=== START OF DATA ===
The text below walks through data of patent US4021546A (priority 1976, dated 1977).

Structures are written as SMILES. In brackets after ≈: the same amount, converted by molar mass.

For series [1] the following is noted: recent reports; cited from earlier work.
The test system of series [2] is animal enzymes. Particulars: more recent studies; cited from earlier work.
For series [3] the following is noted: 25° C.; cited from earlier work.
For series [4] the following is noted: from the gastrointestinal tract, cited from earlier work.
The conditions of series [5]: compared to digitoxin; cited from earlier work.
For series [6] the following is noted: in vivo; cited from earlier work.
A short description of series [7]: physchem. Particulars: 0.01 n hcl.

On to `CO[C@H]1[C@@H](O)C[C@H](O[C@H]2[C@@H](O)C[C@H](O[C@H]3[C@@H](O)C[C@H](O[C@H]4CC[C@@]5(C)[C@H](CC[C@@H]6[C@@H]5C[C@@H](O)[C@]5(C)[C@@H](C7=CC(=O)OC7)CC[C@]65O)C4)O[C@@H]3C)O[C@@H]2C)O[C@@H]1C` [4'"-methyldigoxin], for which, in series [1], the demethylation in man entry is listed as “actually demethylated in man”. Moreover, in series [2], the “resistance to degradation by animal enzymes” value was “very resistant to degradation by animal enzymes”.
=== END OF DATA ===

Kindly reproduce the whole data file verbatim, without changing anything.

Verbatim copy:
The text below walks through data of patent US4021546A (priority 1976, dated 1977).

Structures are written as SMILES. In brackets after ≈: the same amount, converted by molar mass.

For series [1] the following is noted: recent reports; cited from earlier work.
The test system of series [2] is animal enzymes. Particulars: more recent studies; cited from earlier work.
For series [3] the following is noted: 25° C.; cited from earlier work.
For series [4] the following is noted: from the gastrointestinal tract, cited from earlier work.
The conditions of series [5]: compared to digitoxin; cited from earlier work.
For series [6] the following is noted: in vivo; cited from earlier work.
A short description of series [7]: physchem. Particulars: 0.01 n hcl.

On to `CO[C@H]1[C@@H](O)C[C@H](O[C@H]2[C@@H](O)C[C@H](O[C@H]3[C@@H](O)C[C@H](O[C@H]4CC[C@@]5(C)[C@H](CC[C@@H]6[C@@H]5C[C@@H](O)[C@]5(C)[C@@H](C7=CC(=O)OC7)CC[C@]65O)C4)O[C@@H]3C)O[C@@H]2C)O[C@@H]1C` [4'"-methyldigoxin], for which, in series [1], the demethylation in man entry is listed as “actually demethylated in man”. Moreover, in series [2], the “resistance to degradation by animal enzymes” value was “very resistant to degradation by animal enzymes”.